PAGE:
41 Rep. Act No. 8980 (2000), sec. 7 provides:

Section 7. Implementing Arrangements and Operational Structures. - The implementation of the National ECCD System shall be the joint responsibility of the national government agencies, local government units, nongovernment organizations, and private organizations that are accredited to deliver the services or to provide training and technical assistance.

(a) Responsibilities of the National Government - National government agencies shall be responsible for developing policies and programs, providing technical assistance and support to the ECCD service providers in consultation with coordinating committees at the provincial, city/municipal, and barangay levels, as provided for in Section 8 of this Act, and monitoring of ECCD service benefits and outcomes. The Department of Social Welfare and Development (DSWD), the Department of Education, Culture and Sports (DECS), the Department of Health (DOH), the Department of the Interior and Local Government (DILG), the Department of Labor and Employment (DOLE), the Department of Agriculture (DA), the Department of Justice (DOJ), the National Economic and Development Authority (NEDA), and the National Nutrition Council (NNC) shall jointly prepare annual ECCD for work plans that will coordinate their respective technical assistance and support for the National ECCD Program. They shall consolidate existing program implementing guidelines that ensure consistency in integrated service delivery within the National ECCD System.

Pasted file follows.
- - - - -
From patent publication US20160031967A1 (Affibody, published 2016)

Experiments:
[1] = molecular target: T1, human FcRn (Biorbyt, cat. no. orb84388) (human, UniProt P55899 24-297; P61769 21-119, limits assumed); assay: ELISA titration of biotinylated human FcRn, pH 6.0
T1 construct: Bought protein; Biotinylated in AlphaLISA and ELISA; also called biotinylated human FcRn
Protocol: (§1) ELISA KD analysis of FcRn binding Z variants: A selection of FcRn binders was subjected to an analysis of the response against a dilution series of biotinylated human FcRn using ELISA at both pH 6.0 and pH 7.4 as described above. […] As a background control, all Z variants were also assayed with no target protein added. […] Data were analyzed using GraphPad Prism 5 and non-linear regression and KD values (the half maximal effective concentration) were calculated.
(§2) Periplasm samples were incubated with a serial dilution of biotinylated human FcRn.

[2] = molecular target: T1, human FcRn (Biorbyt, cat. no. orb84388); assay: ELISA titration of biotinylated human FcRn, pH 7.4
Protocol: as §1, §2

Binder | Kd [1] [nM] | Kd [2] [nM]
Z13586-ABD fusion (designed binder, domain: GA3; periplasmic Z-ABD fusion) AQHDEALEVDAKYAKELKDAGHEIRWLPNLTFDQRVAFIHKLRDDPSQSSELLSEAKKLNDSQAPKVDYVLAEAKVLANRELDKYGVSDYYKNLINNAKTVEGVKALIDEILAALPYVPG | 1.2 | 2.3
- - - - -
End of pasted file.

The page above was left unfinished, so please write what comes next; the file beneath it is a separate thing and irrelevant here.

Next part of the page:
(1) The DECS shall promote the National ECCD Program in schools. ECCD programs in public schools shall be under the joint responsibility of their respective school principal/school-head and parents-teachers-community association (PTCA) within the standards set forth in the National ECCD System and under the guidance of the City/ Municipal ECCD Coordinating Committee for the effective and equitable delivery of ECCD services. It shall also make available existing facilities of public elementary schools for ECCD classes.